Authorship records bring sobering evidence to debate over goals and approaches, says Gali Halevi
Efforts to increase diversity in research still meet resistance. Some academics argue that considering factors such as ethnicity and gender in hiring and promotion decisions, making efforts to attract under-represented groups to educational programmes, and implementing mandatory diversity statements and policies all introduce politics into decisions that should be solely based on intellectual excellence.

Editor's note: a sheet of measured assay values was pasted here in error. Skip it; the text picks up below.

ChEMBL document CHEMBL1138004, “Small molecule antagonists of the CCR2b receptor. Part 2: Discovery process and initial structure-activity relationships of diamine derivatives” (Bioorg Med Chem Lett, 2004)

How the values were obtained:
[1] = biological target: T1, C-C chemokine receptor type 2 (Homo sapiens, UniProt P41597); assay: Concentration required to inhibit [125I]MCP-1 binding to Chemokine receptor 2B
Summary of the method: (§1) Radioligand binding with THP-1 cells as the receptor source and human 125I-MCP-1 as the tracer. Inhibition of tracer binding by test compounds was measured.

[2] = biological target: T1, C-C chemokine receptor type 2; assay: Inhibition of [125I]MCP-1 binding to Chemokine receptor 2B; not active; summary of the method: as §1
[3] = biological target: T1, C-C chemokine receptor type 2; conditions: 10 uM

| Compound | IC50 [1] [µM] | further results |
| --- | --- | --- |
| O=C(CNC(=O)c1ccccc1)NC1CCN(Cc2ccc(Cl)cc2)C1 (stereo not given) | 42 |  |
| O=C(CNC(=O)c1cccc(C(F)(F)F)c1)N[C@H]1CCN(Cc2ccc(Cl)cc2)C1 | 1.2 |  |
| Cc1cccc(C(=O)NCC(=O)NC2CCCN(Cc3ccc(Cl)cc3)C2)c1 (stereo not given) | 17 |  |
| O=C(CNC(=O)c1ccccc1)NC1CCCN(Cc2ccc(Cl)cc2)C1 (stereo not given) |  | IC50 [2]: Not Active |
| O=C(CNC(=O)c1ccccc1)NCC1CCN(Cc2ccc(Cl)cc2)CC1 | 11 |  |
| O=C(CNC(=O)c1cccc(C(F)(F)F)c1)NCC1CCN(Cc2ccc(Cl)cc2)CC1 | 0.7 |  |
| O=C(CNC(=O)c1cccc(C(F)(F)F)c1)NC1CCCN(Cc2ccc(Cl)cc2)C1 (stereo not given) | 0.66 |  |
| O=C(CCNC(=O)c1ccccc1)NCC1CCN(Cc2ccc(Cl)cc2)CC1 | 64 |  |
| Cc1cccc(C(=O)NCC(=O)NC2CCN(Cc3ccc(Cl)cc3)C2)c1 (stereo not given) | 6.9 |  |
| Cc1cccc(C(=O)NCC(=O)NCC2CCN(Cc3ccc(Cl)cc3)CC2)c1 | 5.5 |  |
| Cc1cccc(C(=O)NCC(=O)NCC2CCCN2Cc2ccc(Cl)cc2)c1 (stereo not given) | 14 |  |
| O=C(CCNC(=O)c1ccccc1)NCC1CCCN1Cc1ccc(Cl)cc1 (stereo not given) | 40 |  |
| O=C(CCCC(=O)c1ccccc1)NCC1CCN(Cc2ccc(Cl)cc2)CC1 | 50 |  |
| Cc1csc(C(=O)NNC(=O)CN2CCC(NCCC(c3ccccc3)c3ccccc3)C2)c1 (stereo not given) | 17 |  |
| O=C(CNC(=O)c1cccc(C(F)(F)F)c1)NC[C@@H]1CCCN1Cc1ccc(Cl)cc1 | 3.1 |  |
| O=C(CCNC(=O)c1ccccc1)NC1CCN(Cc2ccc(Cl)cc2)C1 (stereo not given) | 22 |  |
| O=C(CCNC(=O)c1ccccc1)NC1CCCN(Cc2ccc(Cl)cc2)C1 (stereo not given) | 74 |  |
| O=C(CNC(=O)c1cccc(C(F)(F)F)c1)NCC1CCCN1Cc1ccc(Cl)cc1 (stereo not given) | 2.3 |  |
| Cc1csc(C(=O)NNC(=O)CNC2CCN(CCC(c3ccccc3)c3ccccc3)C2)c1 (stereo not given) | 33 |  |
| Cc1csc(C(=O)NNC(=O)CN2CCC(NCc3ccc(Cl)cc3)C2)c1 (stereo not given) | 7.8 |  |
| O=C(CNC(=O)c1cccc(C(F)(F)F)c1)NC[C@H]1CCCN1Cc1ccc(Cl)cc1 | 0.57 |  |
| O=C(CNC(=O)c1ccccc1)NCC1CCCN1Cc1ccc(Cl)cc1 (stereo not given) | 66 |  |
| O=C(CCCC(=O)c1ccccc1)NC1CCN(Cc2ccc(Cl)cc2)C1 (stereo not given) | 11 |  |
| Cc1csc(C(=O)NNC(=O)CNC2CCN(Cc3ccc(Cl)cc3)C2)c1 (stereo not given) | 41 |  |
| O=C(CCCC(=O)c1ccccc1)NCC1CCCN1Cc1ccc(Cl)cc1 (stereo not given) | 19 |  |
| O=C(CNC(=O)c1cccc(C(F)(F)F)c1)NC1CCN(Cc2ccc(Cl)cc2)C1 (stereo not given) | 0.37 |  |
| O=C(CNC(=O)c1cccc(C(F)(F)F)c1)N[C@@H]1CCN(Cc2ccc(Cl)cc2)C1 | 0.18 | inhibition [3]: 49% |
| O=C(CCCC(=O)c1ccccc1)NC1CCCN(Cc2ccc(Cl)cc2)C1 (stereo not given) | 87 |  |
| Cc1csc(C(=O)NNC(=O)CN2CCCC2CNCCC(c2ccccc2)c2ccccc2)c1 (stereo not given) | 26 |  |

In 2020, an essay published in the chemistry journal Angewandte Chemie argued that, since the introduction of diversity training, a “candidate’s inclusion in one of the preferred social groups may override his or her qualifications”. It caused an outcry, and has been deleted. Those who support such initiatives believe that politics is already present, that it is essential to redress past inequalities, and that making research more diverse and inclusive will improve its performance.